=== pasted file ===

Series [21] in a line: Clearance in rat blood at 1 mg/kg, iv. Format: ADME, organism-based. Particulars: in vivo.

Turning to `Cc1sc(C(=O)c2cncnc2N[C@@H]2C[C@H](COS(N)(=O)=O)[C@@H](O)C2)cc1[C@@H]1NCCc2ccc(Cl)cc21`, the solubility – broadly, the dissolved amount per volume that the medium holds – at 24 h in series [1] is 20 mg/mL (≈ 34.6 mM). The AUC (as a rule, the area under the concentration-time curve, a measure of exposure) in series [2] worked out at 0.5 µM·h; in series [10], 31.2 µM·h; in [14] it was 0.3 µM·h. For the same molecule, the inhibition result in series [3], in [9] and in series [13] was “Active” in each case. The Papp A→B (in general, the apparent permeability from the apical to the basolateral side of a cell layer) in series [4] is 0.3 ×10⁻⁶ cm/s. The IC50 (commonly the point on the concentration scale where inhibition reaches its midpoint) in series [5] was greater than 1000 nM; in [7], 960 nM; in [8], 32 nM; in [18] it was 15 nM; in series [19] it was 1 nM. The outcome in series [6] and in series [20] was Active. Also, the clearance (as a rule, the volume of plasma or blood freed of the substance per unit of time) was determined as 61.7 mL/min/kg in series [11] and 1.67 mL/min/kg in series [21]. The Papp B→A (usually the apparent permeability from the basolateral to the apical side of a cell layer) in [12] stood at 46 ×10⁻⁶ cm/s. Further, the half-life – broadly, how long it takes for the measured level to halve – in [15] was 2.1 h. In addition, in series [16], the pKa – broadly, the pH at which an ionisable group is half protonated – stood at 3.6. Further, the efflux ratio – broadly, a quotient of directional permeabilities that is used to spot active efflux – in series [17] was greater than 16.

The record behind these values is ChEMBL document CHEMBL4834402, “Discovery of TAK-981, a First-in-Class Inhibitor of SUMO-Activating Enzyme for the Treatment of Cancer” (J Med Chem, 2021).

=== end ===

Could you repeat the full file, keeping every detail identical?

Series [21] in a line: Clearance in rat blood at 1 mg/kg, iv. Format: ADME, organism-based. Particulars: in vivo.

Turning to `Cc1sc(C(=O)c2cncnc2N[C@@H]2C[C@H](COS(N)(=O)=O)[C@@H](O)C2)cc1[C@@H]1NCCc2ccc(Cl)cc21`, the solubility – broadly, the dissolved amount per volume that the medium holds – at 24 h in series [1] is 20 mg/mL (≈ 34.6 mM). The AUC (as a rule, the area under the concentration-time curve, a measure of exposure) in series [2] worked out at 0.5 µM·h; in series [10], 31.2 µM·h; in [14] it was 0.3 µM·h. For the same molecule, the inhibition result in series [3], in [9] and in series [13] was “Active” in each case. The Papp A→B (in general, the apparent permeability from the apical to the basolateral side of a cell layer) in series [4] is 0.3 ×10⁻⁶ cm/s. The IC50 (commonly the point on the concentration scale where inhibition reaches its midpoint) in series [5] was greater than 1000 nM; in [7], 960 nM; in [8], 32 nM; in [18] it was 15 nM; in series [19] it was 1 nM. The outcome in series [6] and in series [20] was Active. Also, the clearance (as a rule, the volume of plasma or blood freed of the substance per unit of time) was determined as 61.7 mL/min/kg in series [11] and 1.67 mL/min/kg in series [21]. The Papp B→A (usually the apparent permeability from the basolateral to the apical side of a cell layer) in [12] stood at 46 ×10⁻⁶ cm/s. Further, the half-life – broadly, how long it takes for the measured level to halve – in [15] was 2.1 h. In addition, in series [16], the pKa – broadly, the pH at which an ionisable group is half protonated – stood at 3.6. Further, the efflux ratio – broadly, a quotient of directional permeabilities that is used to spot active efflux – in series [17] was greater than 16.

The record behind these values is ChEMBL document CHEMBL4834402, “Discovery of TAK-981, a First-in-Class Inhibitor of SUMO-Activating Enzyme for the Treatment of Cancer” (J Med Chem, 2021).